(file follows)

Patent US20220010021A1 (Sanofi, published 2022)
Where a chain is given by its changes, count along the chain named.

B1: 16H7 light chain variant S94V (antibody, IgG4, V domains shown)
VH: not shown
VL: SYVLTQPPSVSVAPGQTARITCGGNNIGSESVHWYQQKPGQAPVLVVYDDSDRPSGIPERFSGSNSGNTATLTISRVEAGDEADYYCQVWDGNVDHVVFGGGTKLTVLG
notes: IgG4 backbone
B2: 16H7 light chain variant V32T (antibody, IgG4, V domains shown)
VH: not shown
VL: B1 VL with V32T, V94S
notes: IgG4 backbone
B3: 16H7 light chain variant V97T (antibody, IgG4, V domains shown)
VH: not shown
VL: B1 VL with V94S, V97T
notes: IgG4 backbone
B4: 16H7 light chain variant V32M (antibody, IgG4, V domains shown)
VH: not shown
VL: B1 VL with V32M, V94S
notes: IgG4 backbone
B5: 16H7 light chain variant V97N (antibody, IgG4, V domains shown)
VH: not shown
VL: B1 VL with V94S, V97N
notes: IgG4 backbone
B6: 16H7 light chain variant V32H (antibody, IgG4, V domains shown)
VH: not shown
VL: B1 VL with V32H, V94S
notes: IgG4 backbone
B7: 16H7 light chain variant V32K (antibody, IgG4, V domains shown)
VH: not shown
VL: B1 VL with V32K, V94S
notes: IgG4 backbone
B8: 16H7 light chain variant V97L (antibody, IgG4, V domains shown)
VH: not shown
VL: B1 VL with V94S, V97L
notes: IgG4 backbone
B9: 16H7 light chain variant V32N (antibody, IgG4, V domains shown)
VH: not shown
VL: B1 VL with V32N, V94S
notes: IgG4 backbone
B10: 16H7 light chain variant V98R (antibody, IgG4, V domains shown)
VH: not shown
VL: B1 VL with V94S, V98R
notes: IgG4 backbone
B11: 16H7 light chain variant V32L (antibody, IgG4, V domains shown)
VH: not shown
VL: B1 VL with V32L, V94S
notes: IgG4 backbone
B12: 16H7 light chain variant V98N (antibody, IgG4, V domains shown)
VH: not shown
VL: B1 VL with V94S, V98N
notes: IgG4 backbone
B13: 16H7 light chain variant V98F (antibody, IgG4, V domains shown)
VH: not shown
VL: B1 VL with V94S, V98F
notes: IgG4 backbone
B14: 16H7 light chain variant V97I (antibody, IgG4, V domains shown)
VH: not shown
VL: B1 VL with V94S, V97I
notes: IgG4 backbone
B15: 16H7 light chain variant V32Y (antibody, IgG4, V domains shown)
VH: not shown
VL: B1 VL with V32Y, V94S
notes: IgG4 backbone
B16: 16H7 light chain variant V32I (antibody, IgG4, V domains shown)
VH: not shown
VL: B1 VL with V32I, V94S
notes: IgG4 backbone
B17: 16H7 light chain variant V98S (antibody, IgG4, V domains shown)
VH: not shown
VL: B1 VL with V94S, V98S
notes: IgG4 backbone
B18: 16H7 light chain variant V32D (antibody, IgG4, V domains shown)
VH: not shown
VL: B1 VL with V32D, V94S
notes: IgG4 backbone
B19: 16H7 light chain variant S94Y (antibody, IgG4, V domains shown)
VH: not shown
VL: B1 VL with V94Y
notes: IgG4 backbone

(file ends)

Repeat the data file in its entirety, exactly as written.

Patent US20220010021A1 (Sanofi, published 2022)
Where a chain is given by its changes, count along the chain named.

B1: 16H7 light chain variant S94V (antibody, IgG4, V domains shown)
VH: not shown
VL: SYVLTQPPSVSVAPGQTARITCGGNNIGSESVHWYQQKPGQAPVLVVYDDSDRPSGIPERFSGSNSGNTATLTISRVEAGDEADYYCQVWDGNVDHVVFGGGTKLTVLG
notes: IgG4 backbone
B2: 16H7 light chain variant V32T (antibody, IgG4, V domains shown)
VH: not shown
VL: B1 VL with V32T, V94S
notes: IgG4 backbone
B3: 16H7 light chain variant V97T (antibody, IgG4, V domains shown)
VH: not shown
VL: B1 VL with V94S, V97T
notes: IgG4 backbone
B4: 16H7 light chain variant V32M (antibody, IgG4, V domains shown)
VH: not shown
VL: B1 VL with V32M, V94S
notes: IgG4 backbone
B5: 16H7 light chain variant V97N (antibody, IgG4, V domains shown)
VH: not shown
VL: B1 VL with V94S, V97N
notes: IgG4 backbone
B6: 16H7 light chain variant V32H (antibody, IgG4, V domains shown)
VH: not shown
VL: B1 VL with V32H, V94S
notes: IgG4 backbone
B7: 16H7 light chain variant V32K (antibody, IgG4, V domains shown)
VH: not shown
VL: B1 VL with V32K, V94S
notes: IgG4 backbone
B8: 16H7 light chain variant V97L (antibody, IgG4, V domains shown)
VH: not shown
VL: B1 VL with V94S, V97L
notes: IgG4 backbone
B9: 16H7 light chain variant V32N (antibody, IgG4, V domains shown)
VH: not shown
VL: B1 VL with V32N, V94S
notes: IgG4 backbone
B10: 16H7 light chain variant V98R (antibody, IgG4, V domains shown)
VH: not shown
VL: B1 VL with V94S, V98R
notes: IgG4 backbone
B11: 16H7 light chain variant V32L (antibody, IgG4, V domains shown)
VH: not shown
VL: B1 VL with V32L, V94S
notes: IgG4 backbone
B12: 16H7 light chain variant V98N (antibody, IgG4, V domains shown)
VH: not shown
VL: B1 VL with V94S, V98N
notes: IgG4 backbone
B13: 16H7 light chain variant V98F (antibody, IgG4, V domains shown)
VH: not shown
VL: B1 VL with V94S, V98F
notes: IgG4 backbone
B14: 16H7 light chain variant V97I (antibody, IgG4, V domains shown)
VH: not shown
VL: B1 VL with V94S, V97I
notes: IgG4 backbone
B15: 16H7 light chain variant V32Y (antibody, IgG4, V domains shown)
VH: not shown
VL: B1 VL with V32Y, V94S
notes: IgG4 backbone
B16: 16H7 light chain variant V32I (antibody, IgG4, V domains shown)
VH: not shown
VL: B1 VL with V32I, V94S
notes: IgG4 backbone
B17: 16H7 light chain variant V98S (antibody, IgG4, V domains shown)
VH: not shown
VL: B1 VL with V94S, V98S
notes: IgG4 backbone
B18: 16H7 light chain variant V32D (antibody, IgG4, V domains shown)
VH: not shown
VL: B1 VL with V32D, V94S
notes: IgG4 backbone
B19: 16H7 light chain variant S94Y (antibody, IgG4, V domains shown)
VH: not shown
VL: B1 VL with V94Y
notes: IgG4 backbone